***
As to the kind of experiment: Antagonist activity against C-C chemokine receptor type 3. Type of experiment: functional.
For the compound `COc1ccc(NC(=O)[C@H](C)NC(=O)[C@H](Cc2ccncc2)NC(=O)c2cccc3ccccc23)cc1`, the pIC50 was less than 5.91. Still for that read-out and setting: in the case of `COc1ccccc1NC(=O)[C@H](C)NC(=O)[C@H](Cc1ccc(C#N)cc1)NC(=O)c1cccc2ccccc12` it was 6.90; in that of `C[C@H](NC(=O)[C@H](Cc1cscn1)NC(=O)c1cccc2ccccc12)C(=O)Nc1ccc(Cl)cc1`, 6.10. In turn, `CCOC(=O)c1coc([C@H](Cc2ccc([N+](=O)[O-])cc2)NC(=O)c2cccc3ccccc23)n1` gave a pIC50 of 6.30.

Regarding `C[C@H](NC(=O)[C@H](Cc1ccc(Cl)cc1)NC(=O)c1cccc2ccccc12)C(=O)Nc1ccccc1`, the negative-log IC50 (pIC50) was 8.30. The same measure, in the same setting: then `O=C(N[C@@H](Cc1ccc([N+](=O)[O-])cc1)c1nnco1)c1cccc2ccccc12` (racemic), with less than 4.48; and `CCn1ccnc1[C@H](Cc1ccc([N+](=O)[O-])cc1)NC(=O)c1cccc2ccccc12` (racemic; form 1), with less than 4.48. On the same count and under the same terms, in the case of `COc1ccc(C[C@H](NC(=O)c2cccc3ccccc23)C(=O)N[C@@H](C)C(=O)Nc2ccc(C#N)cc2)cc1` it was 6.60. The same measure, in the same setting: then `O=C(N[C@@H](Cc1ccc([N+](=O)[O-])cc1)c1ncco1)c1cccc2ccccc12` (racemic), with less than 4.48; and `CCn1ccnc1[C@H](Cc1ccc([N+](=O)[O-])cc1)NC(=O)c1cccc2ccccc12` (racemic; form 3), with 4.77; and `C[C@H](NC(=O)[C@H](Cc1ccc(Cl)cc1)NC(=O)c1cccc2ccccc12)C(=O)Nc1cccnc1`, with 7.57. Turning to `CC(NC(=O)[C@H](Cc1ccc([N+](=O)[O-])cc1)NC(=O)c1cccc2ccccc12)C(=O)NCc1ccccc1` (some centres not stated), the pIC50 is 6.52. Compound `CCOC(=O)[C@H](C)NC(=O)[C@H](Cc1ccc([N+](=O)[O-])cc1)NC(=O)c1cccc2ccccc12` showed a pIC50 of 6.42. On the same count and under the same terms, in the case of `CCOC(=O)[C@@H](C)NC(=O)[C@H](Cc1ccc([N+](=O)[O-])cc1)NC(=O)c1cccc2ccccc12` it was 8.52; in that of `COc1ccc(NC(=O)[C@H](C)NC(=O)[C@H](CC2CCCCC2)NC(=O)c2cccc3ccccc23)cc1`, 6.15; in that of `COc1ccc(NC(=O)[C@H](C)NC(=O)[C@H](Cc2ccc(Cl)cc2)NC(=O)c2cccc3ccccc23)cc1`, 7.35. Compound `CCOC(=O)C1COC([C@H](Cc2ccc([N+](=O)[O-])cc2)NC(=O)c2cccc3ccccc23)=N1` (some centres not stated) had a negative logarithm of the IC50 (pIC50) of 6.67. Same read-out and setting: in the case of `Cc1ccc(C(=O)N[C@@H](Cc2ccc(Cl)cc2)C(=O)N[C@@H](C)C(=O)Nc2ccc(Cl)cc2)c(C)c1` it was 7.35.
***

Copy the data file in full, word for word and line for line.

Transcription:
As to the kind of experiment: Antagonist activity against C-C chemokine receptor type 3. Type of experiment: functional.
For the compound `COc1ccc(NC(=O)[C@H](C)NC(=O)[C@H](Cc2ccncc2)NC(=O)c2cccc3ccccc23)cc1`, the pIC50 was less than 5.91. Still for that read-out and setting: in the case of `COc1ccccc1NC(=O)[C@H](C)NC(=O)[C@H](Cc1ccc(C#N)cc1)NC(=O)c1cccc2ccccc12` it was 6.90; in that of `C[C@H](NC(=O)[C@H](Cc1cscn1)NC(=O)c1cccc2ccccc12)C(=O)Nc1ccc(Cl)cc1`, 6.10. In turn, `CCOC(=O)c1coc([C@H](Cc2ccc([N+](=O)[O-])cc2)NC(=O)c2cccc3ccccc23)n1` gave a pIC50 of 6.30.

Regarding `C[C@H](NC(=O)[C@H](Cc1ccc(Cl)cc1)NC(=O)c1cccc2ccccc12)C(=O)Nc1ccccc1`, the negative-log IC50 (pIC50) was 8.30. The same measure, in the same setting: then `O=C(N[C@@H](Cc1ccc([N+](=O)[O-])cc1)c1nnco1)c1cccc2ccccc12` (racemic), with less than 4.48; and `CCn1ccnc1[C@H](Cc1ccc([N+](=O)[O-])cc1)NC(=O)c1cccc2ccccc12` (racemic; form 1), with less than 4.48. On the same count and under the same terms, in the case of `COc1ccc(C[C@H](NC(=O)c2cccc3ccccc23)C(=O)N[C@@H](C)C(=O)Nc2ccc(C#N)cc2)cc1` it was 6.60. The same measure, in the same setting: then `O=C(N[C@@H](Cc1ccc([N+](=O)[O-])cc1)c1ncco1)c1cccc2ccccc12` (racemic), with less than 4.48; and `CCn1ccnc1[C@H](Cc1ccc([N+](=O)[O-])cc1)NC(=O)c1cccc2ccccc12` (racemic; form 3), with 4.77; and `C[C@H](NC(=O)[C@H](Cc1ccc(Cl)cc1)NC(=O)c1cccc2ccccc12)C(=O)Nc1cccnc1`, with 7.57. Turning to `CC(NC(=O)[C@H](Cc1ccc([N+](=O)[O-])cc1)NC(=O)c1cccc2ccccc12)C(=O)NCc1ccccc1` (some centres not stated), the pIC50 is 6.52. Compound `CCOC(=O)[C@H](C)NC(=O)[C@H](Cc1ccc([N+](=O)[O-])cc1)NC(=O)c1cccc2ccccc12` showed a pIC50 of 6.42. On the same count and under the same terms, in the case of `CCOC(=O)[C@@H](C)NC(=O)[C@H](Cc1ccc([N+](=O)[O-])cc1)NC(=O)c1cccc2ccccc12` it was 8.52; in that of `COc1ccc(NC(=O)[C@H](C)NC(=O)[C@H](CC2CCCCC2)NC(=O)c2cccc3ccccc23)cc1`, 6.15; in that of `COc1ccc(NC(=O)[C@H](C)NC(=O)[C@H](Cc2ccc(Cl)cc2)NC(=O)c2cccc3ccccc23)cc1`, 7.35. Compound `CCOC(=O)C1COC([C@H](Cc2ccc([N+](=O)[O-])cc2)NC(=O)c2cccc3ccccc23)=N1` (some centres not stated) had a negative logarithm of the IC50 (pIC50) of 6.67. Same read-out and setting: in the case of `Cc1ccc(C(=O)N[C@@H](Cc2ccc(Cl)cc2)C(=O)N[C@@H](C)C(=O)Nc2ccc(Cl)cc2)c(C)c1` it was 7.35.